Despite a strong economy, about 40 percent of American families struggled to meet at least one of their basic needs last year, including paying for food, health care, housing or utilities.
That’s according to an Urban Institute survey of nearly 7,600 adults that found that the difficulties were most prevalent among adults with lower incomes or health issues. But it also revealed that people from all walks of life were running into similar hardships.
The findings issued Tuesday by the nonprofit research organization highlight the financial strains experienced by many Americans in an otherwise strong economy.
The average unemployment rate for 2017 was 4.4 percent, a low that followed years of decline. But having a job doesn’t ensure families will be able to meet their basic needs, said Michael Karpman, one of the study’s authors. Among the households with at least one working adult, more than 30 percent reported hardship.
“Economic growth and low unemployment alone do not ensure everyone can meet their basic needs,” the authors wrote.
Food insecurity was the most common challenge: More than 23 percent of households struggled to feed their family at some point during the year. That was followed by problems paying a family medical bill, reported by about 18 percent. A similar percentage didn’t seek care for a medical need because of the cost.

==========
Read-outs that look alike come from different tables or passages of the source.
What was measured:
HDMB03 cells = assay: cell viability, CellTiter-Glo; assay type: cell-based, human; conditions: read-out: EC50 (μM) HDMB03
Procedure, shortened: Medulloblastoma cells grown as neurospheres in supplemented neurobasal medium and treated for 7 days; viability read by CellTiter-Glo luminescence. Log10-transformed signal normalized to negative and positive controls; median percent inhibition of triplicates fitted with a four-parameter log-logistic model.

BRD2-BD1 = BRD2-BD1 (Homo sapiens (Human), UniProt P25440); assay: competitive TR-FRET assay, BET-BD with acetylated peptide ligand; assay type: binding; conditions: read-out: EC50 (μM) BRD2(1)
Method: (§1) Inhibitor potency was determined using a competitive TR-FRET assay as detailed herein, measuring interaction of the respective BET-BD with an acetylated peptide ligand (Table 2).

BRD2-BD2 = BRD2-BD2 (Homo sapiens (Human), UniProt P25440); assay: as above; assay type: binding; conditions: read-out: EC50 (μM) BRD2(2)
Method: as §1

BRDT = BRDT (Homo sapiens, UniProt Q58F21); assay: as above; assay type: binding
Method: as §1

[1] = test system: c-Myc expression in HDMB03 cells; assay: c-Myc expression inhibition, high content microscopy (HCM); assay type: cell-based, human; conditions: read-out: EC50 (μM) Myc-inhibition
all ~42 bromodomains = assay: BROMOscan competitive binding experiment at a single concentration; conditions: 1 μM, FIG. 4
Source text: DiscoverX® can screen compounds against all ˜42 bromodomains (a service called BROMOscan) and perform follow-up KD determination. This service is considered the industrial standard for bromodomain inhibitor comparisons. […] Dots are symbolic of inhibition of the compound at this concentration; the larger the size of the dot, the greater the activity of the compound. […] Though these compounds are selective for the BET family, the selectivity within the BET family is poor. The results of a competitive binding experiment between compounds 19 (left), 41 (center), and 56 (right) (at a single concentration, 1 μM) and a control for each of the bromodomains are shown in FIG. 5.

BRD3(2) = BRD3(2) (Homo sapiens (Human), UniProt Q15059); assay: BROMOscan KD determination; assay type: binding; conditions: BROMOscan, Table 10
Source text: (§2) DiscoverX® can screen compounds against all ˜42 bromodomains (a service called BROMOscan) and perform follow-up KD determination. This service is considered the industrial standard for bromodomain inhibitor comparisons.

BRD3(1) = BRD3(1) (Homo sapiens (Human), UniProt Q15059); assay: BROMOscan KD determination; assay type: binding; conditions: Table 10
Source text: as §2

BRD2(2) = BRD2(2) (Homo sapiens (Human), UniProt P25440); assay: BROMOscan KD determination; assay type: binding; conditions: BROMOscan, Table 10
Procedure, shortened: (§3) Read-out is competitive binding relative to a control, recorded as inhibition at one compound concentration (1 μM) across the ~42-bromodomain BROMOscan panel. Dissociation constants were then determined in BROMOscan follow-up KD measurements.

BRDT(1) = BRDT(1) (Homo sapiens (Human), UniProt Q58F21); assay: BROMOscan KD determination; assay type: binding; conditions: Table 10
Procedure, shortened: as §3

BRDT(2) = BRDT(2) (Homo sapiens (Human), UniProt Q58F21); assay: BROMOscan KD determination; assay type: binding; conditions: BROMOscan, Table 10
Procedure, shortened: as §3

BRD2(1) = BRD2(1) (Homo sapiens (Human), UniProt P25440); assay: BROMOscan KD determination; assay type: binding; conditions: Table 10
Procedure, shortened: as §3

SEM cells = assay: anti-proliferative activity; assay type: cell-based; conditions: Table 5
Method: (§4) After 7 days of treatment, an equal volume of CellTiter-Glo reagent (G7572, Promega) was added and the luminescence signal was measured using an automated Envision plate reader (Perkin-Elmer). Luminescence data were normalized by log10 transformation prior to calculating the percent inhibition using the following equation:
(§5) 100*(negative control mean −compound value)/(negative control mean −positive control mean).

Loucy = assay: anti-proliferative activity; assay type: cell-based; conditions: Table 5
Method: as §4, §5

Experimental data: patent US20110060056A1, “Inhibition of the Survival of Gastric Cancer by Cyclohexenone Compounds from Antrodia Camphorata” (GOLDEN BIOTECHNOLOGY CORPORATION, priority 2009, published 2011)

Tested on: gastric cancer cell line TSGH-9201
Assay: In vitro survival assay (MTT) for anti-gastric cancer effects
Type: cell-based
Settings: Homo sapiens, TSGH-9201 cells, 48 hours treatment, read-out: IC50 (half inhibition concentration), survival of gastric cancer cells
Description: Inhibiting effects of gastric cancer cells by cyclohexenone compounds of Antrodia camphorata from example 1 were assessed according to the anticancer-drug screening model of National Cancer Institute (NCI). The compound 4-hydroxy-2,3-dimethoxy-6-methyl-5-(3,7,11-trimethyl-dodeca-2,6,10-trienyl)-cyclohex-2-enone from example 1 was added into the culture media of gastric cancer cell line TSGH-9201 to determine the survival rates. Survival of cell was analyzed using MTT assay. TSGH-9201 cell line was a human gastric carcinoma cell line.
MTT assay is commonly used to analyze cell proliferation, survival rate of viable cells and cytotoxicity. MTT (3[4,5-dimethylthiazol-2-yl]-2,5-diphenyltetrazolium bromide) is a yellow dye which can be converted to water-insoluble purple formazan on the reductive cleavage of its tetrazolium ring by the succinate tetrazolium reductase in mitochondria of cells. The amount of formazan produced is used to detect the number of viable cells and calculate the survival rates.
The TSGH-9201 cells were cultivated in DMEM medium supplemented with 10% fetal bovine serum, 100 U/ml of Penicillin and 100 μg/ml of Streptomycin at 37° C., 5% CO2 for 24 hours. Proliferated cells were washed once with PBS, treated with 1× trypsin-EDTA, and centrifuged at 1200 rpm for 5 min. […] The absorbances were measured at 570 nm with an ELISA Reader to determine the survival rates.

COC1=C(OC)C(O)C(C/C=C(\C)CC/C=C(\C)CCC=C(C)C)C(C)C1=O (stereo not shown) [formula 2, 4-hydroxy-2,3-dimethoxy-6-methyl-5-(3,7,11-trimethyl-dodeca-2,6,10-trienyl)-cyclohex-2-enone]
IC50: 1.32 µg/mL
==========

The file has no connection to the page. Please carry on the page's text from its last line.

Additionally, roughly 13 percent of families missed a utility bill payment at some point during the year. And 10 percent of families either didn’t pay the full amount of their rent or mortgage, or they paid it late.
While startling data to some, it comes as no surprise to those Americans who are struggling to get by.
Debra Poppelaars of Nashville, Tennessee, underwent spinal fusion surgery last fall and was diagnosed with breast cancer shortly thereafter. Although she is insured, she owes roughly $19,000 for her portion of the medical bills.
Between disability, a job change and the mounting debt, she hasn’t been able to make ends meet and is now facing bankruptcy.
“It’s very hard at 64 years old, I look back and think I am in this position and I should be able to retire,” she said.
Jerri Wood of Renton, Washington, says she makes choices each month to pay one bill instead of another as she struggles to pay for her health care. Wood has lived for years with a brain tumor that requires regular monitoring and was recently diagnosed with diabetes that she takes insulin to manage.
Rising costs for her care, even with insurance, have her juggling bills to get by — such as paying her cellphone or electricity bill one month and not the next. And she still feels like one of the lucky ones as she is able to survive.
“There is such a need for safety nets, so many people are in this position,” she said.
The Urban Institute survey comes at a time when lawmakers are considering cuts to some safety-net programs, such as Medicaid, SNAP and housing assistance.
The researchers said that lawmakers run the risk of increasing the rate of hardship if they reduce support services.
It is the first study on the subject by the DC-based organization, which looks at economic and social policy issues. The institute plans to conduct the study every year to track the well-being of families as the economy and safety net systems evolve.